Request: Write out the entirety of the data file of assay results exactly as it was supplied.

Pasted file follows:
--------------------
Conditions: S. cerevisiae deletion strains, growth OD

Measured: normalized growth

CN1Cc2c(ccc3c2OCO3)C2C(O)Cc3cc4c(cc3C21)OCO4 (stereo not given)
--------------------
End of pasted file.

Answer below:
Conditions: S. cerevisiae deletion strains, growth OD

Measured: normalized growth

CN1Cc2c(ccc3c2OCO3)C2C(O)Cc3cc4c(cc3C21)OCO4 (stereo not given)